A federal judge has sided with the state’s two largest newspapers in a lawsuit filed by a former Maine podiatrist who was accused of providing poor medical care to veterans.

The Portland Press Herald reported in 2017 that six veterans had sued the federal government over alleged mistreatment of foot and ankle problems at the Togus Veterans Affairs Medical Center in Augusta. The complaints came amid national criticism of the Department of Veterans Affairs over mismanagement and long wait lists that resulted in deaths. Other news outlets, including the Bangor Daily News, also published stories on those lawsuits.

Dr. Thomas Franchini, the podiatrist at the center of the allegations, was not a defendant in those cases but was named in court documents and subsequent news coverage. He filed his lawsuit against multiple publications and reporters in 2018. Along with the Portland Press Herald and the Bangor Daily News, he named as defendants the national publications USA Today and Investors Business Daily. His claims included libel and defamation, as well as negligent infliction of emotional distress.

U.S. District Judge George Singal on Friday found that Franchini should be considered under the law as a public figure involved in the controversy surrounding the care provided to veterans at Togus. He granted summary judgment to most defendants in Franchini’s suit as a result.

“Due to the inherent free speech implications of defamation actions, the U.S. Constitution imposes various requirements independent of those established by state law,” Singal wrote in his order. “One such requirement denies to plaintiffs deemed to be either public figures or public officials any recovery in the absence of proof of actual malice.”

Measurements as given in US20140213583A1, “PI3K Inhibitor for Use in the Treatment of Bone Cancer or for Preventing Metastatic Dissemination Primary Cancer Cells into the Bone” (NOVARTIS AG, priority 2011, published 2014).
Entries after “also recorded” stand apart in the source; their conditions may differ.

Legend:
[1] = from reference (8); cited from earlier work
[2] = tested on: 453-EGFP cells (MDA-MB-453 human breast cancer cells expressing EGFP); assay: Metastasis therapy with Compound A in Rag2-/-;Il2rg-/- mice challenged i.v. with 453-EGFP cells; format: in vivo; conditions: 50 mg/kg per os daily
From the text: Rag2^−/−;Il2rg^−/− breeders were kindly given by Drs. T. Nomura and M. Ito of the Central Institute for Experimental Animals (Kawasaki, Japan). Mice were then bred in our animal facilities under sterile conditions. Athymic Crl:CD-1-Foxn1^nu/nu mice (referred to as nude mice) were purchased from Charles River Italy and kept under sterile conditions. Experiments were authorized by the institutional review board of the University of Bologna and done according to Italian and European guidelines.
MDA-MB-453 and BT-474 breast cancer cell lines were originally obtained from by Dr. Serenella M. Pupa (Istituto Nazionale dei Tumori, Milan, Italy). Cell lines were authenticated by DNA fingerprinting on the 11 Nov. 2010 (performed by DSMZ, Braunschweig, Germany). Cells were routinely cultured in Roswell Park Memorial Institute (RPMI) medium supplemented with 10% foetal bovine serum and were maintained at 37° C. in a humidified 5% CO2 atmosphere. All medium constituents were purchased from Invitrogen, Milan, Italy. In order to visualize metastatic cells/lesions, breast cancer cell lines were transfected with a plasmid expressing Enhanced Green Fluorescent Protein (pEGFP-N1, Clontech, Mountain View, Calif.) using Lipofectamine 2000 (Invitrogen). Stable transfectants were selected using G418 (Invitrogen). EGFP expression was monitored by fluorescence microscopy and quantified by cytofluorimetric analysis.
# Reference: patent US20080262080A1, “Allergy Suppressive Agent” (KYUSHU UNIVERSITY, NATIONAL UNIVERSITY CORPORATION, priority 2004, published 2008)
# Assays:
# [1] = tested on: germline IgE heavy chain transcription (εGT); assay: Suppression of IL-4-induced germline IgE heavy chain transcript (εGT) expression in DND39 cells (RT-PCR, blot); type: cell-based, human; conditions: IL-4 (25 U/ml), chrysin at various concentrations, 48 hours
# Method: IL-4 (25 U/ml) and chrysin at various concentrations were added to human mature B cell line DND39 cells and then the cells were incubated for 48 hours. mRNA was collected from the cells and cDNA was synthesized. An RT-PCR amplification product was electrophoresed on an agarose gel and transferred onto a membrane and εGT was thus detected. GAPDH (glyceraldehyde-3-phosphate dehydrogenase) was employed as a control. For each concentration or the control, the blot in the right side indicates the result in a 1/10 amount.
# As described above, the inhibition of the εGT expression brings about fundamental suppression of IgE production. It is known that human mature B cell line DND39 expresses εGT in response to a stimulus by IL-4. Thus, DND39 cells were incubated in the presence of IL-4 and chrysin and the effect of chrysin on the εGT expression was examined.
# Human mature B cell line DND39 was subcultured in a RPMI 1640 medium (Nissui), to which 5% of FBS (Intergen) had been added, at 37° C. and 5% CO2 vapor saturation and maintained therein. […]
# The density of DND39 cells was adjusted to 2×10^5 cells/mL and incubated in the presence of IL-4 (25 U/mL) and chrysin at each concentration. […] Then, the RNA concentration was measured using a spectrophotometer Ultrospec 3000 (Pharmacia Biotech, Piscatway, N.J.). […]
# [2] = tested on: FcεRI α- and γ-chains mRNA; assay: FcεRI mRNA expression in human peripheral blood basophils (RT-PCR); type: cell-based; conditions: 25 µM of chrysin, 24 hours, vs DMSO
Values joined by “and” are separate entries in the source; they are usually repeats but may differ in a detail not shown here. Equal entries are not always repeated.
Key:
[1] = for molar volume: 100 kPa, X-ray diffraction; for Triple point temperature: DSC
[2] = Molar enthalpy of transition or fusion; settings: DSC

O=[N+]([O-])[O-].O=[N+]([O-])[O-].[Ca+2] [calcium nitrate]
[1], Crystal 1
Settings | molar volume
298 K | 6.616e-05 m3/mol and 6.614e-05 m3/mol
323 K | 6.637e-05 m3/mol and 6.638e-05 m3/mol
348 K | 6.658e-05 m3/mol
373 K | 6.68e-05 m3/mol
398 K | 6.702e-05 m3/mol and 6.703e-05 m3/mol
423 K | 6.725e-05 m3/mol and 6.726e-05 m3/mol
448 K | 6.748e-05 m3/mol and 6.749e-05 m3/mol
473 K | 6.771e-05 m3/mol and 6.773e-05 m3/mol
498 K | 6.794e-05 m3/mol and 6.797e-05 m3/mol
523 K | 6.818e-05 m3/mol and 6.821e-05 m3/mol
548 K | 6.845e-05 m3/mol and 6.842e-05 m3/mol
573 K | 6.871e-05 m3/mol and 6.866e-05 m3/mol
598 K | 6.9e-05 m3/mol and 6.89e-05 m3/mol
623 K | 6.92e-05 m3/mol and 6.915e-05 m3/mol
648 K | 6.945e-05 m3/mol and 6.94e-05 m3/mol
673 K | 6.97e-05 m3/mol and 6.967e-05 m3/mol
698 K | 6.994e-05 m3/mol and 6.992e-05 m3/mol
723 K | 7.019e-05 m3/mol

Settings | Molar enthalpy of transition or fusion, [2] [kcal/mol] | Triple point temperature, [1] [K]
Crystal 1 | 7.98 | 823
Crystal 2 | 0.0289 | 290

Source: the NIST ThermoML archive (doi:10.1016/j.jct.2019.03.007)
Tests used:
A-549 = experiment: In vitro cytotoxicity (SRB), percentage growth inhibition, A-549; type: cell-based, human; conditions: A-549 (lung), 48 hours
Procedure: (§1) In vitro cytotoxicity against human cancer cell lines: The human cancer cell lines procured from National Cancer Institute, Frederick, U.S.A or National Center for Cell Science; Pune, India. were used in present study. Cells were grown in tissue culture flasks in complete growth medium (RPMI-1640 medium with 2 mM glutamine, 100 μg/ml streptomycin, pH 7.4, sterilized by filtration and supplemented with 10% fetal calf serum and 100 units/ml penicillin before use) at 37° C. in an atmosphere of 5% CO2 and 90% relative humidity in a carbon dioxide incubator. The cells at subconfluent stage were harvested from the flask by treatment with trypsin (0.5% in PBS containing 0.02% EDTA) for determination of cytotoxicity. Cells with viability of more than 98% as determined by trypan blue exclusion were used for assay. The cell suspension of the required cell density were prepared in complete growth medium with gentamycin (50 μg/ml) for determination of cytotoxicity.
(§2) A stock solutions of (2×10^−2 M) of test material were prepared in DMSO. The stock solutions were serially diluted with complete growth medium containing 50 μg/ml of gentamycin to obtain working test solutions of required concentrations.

Attorney Cynthia Counts, who represented the Press Herald, said the judge previously found that there was no evidence of actual malice, which means there was no evidence that the newspapers knowingly published false information or acted with a reckless disregard for whether the report was false or not. So this decision ended the case against the newspapers and reporters from Maine.

“We accurately reported the truth about a critical public health concern at the VA hospital,” Press Herald Executive Editor Cliff Schechtman said in a statement. “We’re pleased the court ruled in our favor.”

“This really was a well-reasoned decision,” Counts added.

Attorney Raymond Belair, one of the lawyers representing Franchini, said his client did not have the kind of public profile to justify the judge’s finding, and they intend to appeal the judge’s order. A finding of actual malice is not required for private citizens to recover compensatory damages.

“I don’t think that decision was accurate,” Belair said.

Two claims – one against Investors Business Daily, one against USA Today and its reporter – remain pending in the case.

Franchini left Togus in 2010, and Belair said he is now in private practice in the New York area.

The federal government has settled five of the cases brought by former Togus patients. The settlements allowed for all pending claims to be resolved without the government admitting liability or fault, and the plaintiffs received a combined $1 million.

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